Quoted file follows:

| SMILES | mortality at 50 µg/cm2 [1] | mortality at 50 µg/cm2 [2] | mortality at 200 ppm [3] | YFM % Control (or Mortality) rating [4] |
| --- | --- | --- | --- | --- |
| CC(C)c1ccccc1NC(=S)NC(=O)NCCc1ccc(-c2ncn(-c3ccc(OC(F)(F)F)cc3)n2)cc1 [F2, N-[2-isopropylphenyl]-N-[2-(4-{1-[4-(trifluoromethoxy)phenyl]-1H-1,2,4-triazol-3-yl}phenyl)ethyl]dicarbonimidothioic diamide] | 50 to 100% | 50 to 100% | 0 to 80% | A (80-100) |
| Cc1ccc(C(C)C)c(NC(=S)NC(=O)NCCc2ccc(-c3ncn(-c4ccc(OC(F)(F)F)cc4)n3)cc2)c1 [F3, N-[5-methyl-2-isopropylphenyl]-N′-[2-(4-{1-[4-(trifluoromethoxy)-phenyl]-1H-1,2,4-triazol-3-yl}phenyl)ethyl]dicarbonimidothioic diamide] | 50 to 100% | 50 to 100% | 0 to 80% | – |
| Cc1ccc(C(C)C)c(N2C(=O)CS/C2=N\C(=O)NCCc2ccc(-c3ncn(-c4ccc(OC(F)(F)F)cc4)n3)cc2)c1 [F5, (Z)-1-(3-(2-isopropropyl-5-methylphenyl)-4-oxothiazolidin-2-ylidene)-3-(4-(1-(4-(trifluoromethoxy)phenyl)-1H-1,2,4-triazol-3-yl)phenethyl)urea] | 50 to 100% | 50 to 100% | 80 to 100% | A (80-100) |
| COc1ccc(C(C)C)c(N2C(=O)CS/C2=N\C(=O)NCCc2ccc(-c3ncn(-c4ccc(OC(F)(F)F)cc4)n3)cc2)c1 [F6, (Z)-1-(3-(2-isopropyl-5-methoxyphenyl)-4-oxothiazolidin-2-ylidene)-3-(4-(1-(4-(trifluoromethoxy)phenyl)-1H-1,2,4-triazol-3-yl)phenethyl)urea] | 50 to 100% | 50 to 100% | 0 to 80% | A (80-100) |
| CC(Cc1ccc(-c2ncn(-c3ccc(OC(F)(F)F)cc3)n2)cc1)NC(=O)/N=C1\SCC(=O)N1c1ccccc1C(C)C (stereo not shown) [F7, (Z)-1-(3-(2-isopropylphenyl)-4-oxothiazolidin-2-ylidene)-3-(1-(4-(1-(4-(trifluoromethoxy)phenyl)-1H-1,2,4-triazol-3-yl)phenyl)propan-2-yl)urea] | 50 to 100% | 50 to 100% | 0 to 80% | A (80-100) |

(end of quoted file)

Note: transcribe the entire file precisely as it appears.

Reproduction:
| SMILES | mortality at 50 µg/cm2 [1] | mortality at 50 µg/cm2 [2] | mortality at 200 ppm [3] | YFM % Control (or Mortality) rating [4] |
| --- | --- | --- | --- | --- |
| CC(C)c1ccccc1NC(=S)NC(=O)NCCc1ccc(-c2ncn(-c3ccc(OC(F)(F)F)cc3)n2)cc1 [F2, N-[2-isopropylphenyl]-N-[2-(4-{1-[4-(trifluoromethoxy)phenyl]-1H-1,2,4-triazol-3-yl}phenyl)ethyl]dicarbonimidothioic diamide] | 50 to 100% | 50 to 100% | 0 to 80% | A (80-100) |
| Cc1ccc(C(C)C)c(NC(=S)NC(=O)NCCc2ccc(-c3ncn(-c4ccc(OC(F)(F)F)cc4)n3)cc2)c1 [F3, N-[5-methyl-2-isopropylphenyl]-N′-[2-(4-{1-[4-(trifluoromethoxy)-phenyl]-1H-1,2,4-triazol-3-yl}phenyl)ethyl]dicarbonimidothioic diamide] | 50 to 100% | 50 to 100% | 0 to 80% | – |
| Cc1ccc(C(C)C)c(N2C(=O)CS/C2=N\C(=O)NCCc2ccc(-c3ncn(-c4ccc(OC(F)(F)F)cc4)n3)cc2)c1 [F5, (Z)-1-(3-(2-isopropropyl-5-methylphenyl)-4-oxothiazolidin-2-ylidene)-3-(4-(1-(4-(trifluoromethoxy)phenyl)-1H-1,2,4-triazol-3-yl)phenethyl)urea] | 50 to 100% | 50 to 100% | 80 to 100% | A (80-100) |
| COc1ccc(C(C)C)c(N2C(=O)CS/C2=N\C(=O)NCCc2ccc(-c3ncn(-c4ccc(OC(F)(F)F)cc4)n3)cc2)c1 [F6, (Z)-1-(3-(2-isopropyl-5-methoxyphenyl)-4-oxothiazolidin-2-ylidene)-3-(4-(1-(4-(trifluoromethoxy)phenyl)-1H-1,2,4-triazol-3-yl)phenethyl)urea] | 50 to 100% | 50 to 100% | 0 to 80% | A (80-100) |
| CC(Cc1ccc(-c2ncn(-c3ccc(OC(F)(F)F)cc3)n2)cc1)NC(=O)/N=C1\SCC(=O)N1c1ccccc1C(C)C (stereo not shown) [F7, (Z)-1-(3-(2-isopropylphenyl)-4-oxothiazolidin-2-ylidene)-3-(1-(4-(1-(4-(trifluoromethoxy)phenyl)-1H-1,2,4-triazol-3-yl)phenyl)propan-2-yl)urea] | 50 to 100% | 50 to 100% | 0 to 80% | A (80-100) |